Table 39.2 Structural complications of JIA-uveitis and IU












































































JIA-uveitis Intermediate uveitis
Anterior segment changes  
AC cells and flare AC signs only in “anterior and intemediate uveitis,” and usually confined to cells only
Band keratopathy  
Extensive posterior synechiae  
Progressive anterior synechiae  
Iris hyperemia and rarely vascularization  
Unexplained hyphema  
Iris vascularized membrane  
Pupillary membrane  
Early irreversible ciliary body damage with chronic hypotony and phthisis Hypotony rare
high risk glaucoma Low risk glaucoma
Early cataract formation Late developing despite persistent inflammation
Persistent diffuse vitreous flare and opacities with minimal vitritis Vitritis necessary for diagnosis
Opacities tend to be dependent and aggregate – snowballs, snowbanks
Diffuse macular and disk edema and subretinal fluid with minimal vitritis Disk edema can be marked in absence of macular edema
Disk neovascularization Disk and peripheral retinal neovascularization
Vitreous hemorrhage Vitreous hemorrhage
Retinal detachment rare without  
Coexisting hypotony Retinal detachment, pars plana cysts, localized peripheral detachments
Retinoschisis
Postoperative complications  
IOL membrane formation Usually tolerates IOL
Universal posterior capsular opacification  
Membrane formation following capsulotomy  

Changing signs in the inferior fundus are useful to monitor disease progression as the level of vitritis is difficult to monitor in children and visual acuity may be maintained despite progressive extramacular damage. Sarcoidosis produces aggregates of white cells in the inferior vitreous (“snowballs”) rather than pars planitis (“snow bank”) and multifocal choroiditis is characteristic. IU associated with MS rarely produces vitreous opacities. Focal retinal pigment epithelial scars can develop inferiorly at sites of previous retinal inflammation and do not necessarily indicate the development of choroiditis. Retinal vascular leakage and periphlebitis may be marked in acute IU but are not diagnostic of any specific cause.










Localized autoinflammatory diseases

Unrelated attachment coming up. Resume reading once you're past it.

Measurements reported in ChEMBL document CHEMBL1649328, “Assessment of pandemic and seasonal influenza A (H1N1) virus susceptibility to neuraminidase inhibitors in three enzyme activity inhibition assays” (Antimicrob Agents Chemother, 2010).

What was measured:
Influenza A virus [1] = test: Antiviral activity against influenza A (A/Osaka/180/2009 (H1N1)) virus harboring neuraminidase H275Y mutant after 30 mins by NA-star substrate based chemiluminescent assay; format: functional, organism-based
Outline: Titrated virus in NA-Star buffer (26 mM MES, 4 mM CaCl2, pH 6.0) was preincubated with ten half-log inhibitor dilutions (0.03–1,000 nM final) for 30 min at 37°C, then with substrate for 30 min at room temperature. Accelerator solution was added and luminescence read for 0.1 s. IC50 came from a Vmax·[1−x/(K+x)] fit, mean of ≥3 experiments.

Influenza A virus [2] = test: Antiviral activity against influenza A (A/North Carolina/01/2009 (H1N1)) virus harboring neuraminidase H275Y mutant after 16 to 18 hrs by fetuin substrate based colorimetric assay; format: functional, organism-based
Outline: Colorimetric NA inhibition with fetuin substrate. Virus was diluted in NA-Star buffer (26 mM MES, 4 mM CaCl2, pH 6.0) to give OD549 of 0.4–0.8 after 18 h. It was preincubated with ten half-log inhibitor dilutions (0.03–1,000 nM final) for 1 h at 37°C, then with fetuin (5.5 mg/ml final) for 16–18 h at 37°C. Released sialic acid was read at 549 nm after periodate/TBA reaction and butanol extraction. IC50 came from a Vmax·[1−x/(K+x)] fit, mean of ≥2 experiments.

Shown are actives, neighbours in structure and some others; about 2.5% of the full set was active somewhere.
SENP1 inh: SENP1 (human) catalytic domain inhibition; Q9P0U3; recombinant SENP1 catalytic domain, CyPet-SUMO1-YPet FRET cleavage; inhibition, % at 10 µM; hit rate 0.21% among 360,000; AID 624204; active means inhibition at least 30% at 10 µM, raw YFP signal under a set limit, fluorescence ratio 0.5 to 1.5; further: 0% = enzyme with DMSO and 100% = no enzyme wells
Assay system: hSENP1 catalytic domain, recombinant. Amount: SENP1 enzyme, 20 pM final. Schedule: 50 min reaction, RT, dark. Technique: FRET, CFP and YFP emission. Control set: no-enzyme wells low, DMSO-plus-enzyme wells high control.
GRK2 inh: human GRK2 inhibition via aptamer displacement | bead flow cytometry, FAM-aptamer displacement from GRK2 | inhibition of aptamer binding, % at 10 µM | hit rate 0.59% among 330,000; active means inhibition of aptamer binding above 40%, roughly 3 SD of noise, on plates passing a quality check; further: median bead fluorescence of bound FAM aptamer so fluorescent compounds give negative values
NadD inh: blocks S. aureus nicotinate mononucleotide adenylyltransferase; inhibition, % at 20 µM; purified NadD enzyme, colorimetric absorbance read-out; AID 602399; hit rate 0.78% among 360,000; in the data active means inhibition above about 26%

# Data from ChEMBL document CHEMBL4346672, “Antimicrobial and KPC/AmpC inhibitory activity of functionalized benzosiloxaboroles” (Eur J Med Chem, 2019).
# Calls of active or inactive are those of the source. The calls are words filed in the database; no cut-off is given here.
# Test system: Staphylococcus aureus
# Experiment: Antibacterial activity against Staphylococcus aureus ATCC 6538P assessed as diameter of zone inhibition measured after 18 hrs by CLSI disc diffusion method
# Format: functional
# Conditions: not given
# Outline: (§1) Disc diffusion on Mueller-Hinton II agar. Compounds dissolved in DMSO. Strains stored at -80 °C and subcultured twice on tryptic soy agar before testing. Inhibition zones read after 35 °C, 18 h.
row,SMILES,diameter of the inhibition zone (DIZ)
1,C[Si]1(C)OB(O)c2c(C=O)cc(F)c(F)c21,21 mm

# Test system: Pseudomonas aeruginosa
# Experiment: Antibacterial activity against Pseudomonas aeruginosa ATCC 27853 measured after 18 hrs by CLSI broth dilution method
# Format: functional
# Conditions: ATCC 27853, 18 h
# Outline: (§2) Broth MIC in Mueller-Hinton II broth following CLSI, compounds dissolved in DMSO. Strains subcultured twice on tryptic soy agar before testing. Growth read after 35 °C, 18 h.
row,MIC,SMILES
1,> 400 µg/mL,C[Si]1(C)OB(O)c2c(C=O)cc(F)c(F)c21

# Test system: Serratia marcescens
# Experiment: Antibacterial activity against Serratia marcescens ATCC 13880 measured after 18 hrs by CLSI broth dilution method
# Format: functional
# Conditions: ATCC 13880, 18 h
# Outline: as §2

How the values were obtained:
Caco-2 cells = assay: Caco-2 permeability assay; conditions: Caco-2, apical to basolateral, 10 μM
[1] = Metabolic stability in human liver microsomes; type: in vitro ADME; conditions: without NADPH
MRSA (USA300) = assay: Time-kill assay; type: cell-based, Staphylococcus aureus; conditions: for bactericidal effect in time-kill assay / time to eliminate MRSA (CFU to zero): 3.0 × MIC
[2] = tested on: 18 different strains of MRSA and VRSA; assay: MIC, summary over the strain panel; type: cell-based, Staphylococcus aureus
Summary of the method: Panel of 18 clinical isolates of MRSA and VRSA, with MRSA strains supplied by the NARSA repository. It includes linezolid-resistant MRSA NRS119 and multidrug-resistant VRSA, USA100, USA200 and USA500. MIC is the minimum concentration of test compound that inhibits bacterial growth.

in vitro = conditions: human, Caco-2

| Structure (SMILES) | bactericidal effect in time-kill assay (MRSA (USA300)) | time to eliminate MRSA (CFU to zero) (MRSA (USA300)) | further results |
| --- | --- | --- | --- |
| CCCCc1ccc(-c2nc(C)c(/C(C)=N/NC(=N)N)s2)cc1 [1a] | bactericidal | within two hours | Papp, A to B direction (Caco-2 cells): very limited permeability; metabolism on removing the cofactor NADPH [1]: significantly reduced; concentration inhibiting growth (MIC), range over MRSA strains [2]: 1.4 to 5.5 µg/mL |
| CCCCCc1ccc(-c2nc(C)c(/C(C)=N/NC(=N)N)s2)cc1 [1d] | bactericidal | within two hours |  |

Juvenile idiopathic arthritis


JIA describes chronic joint inflammation starting before 16 years and lasting more than 6 weeks. Early onset rheumatoid arthritis, vasculitides, and ERA are extremely rare causes of arthritis under the age of 7.




JIA types associated with CAU


The ILAR classification of arthritis starting before the age of 16 years uses a personal or family history of psoriasis, a family history of HLA-B27-related disease and rheumatoid factor to aid classification. The classification was designed primarily to aid the epidemiologic study of arthritis. Antinuclear antibody (ANA) and age at onset are not used in the classification but are major independent risk factors for uveitis.


Genetic studies suggest similarities between oligoarticular and polyarticular JIA in the youngest groups.11 Older children with ANA-negative polyarticular JIA may have a distinct pattern of disease and appear to be at a much lower risk of CAU. JIA is found in all races; JIA-uveitis may be more common in Caucasians.


Several genes, including HLA, are associated with different clinical types of JIA.13,14 Oligoarticular onset JIA is associated with HLA genes common to polyarticular JIA (DRB1*08), psoriatic arthropathy (DRB1*1301), and systemic onset JIA (DRB1*11), as well as unique associations such as DPB1*02. Uveitis appears to be associated primarily with the DRB1*13 haplotype, which is most frequent in oligoarticular JIA, and DPB1*02. ERA and early onset rheumatoid arthritis are clinically and genetically distinct from the types of JIA associated with CAU.


Oligoarticular JIA is defined by the involvement of less than five joints at the onset of disease. If more joints are later involved it is classified as extended oligoarticular JIA. If more than five joints are involved at onset it is classified as polyarticular. The cut-off is artificial and age at onset of arthritis and ANA status are as important as the number of joints in defining JIA phenotypes.


All children with chronic painless AU are screened for joint abnormalities and to exclude other systemic diseases. Uveitis is associated with oligoarticular, ANA-positive JIA of early onset: the highest risk groups may have a frequency of uveitis of over 50%. The risk of uveitis diminishes to zero in those whose arthritis starts after age 13, and the cut-off may be much younger in those with polyarticular ANA-negative JIA. ANA status does not change the risk sufficiently to alter screening policy.


In those developing uveitis, arthritis typically starts at 28 months and uveitis 13 months later: 86% have oligoarticular onset JIA, 75% are female, and 80% are ANA-positive.10,12



Jun 4, 2016 | Posted by in OPHTHALMOLOGY | Comments Off on Uveitis